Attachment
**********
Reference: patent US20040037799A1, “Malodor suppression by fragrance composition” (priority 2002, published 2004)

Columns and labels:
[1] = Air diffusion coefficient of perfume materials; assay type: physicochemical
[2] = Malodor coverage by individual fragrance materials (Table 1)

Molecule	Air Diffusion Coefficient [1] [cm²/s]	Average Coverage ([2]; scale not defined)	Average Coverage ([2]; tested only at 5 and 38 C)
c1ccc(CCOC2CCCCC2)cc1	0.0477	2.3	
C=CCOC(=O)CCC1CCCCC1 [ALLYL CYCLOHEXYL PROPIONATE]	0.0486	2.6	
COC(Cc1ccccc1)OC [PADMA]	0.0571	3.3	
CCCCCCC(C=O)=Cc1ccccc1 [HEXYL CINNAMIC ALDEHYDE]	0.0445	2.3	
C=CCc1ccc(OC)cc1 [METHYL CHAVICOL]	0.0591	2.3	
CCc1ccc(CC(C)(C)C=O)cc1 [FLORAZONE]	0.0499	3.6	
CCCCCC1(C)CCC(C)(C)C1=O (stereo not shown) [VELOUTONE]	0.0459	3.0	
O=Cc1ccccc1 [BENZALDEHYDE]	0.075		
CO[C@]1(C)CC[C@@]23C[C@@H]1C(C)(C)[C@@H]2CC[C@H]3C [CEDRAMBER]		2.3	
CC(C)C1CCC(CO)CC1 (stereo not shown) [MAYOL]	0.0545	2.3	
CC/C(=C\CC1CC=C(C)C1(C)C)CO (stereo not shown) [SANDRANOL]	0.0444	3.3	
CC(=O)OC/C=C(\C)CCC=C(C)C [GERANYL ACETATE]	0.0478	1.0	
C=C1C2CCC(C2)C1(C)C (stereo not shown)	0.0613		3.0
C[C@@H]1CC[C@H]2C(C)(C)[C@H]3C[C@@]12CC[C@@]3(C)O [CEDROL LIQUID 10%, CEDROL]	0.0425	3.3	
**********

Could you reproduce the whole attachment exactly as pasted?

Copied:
Reference: patent US20040037799A1, “Malodor suppression by fragrance composition” (priority 2002, published 2004)

Columns and labels:
[1] = Air diffusion coefficient of perfume materials; assay type: physicochemical
[2] = Malodor coverage by individual fragrance materials (Table 1)

Molecule	Air Diffusion Coefficient [1] [cm²/s]	Average Coverage ([2]; scale not defined)	Average Coverage ([2]; tested only at 5 and 38 C)
c1ccc(CCOC2CCCCC2)cc1	0.0477	2.3	
C=CCOC(=O)CCC1CCCCC1 [ALLYL CYCLOHEXYL PROPIONATE]	0.0486	2.6	
COC(Cc1ccccc1)OC [PADMA]	0.0571	3.3	
CCCCCCC(C=O)=Cc1ccccc1 [HEXYL CINNAMIC ALDEHYDE]	0.0445	2.3	
C=CCc1ccc(OC)cc1 [METHYL CHAVICOL]	0.0591	2.3	
CCc1ccc(CC(C)(C)C=O)cc1 [FLORAZONE]	0.0499	3.6	
CCCCCC1(C)CCC(C)(C)C1=O (stereo not shown) [VELOUTONE]	0.0459	3.0	
O=Cc1ccccc1 [BENZALDEHYDE]	0.075		
CO[C@]1(C)CC[C@@]23C[C@@H]1C(C)(C)[C@@H]2CC[C@H]3C [CEDRAMBER]		2.3	
CC(C)C1CCC(CO)CC1 (stereo not shown) [MAYOL]	0.0545	2.3	
CC/C(=C\CC1CC=C(C)C1(C)C)CO (stereo not shown) [SANDRANOL]	0.0444	3.3	
CC(=O)OC/C=C(\C)CCC=C(C)C [GERANYL ACETATE]	0.0478	1.0	
C=C1C2CCC(C2)C1(C)C (stereo not shown)	0.0613		3.0
C[C@@H]1CC[C@H]2C(C)(C)[C@H]3C[C@@]12CC[C@@]3(C)O [CEDROL LIQUID 10%, CEDROL]	0.0425	3.3	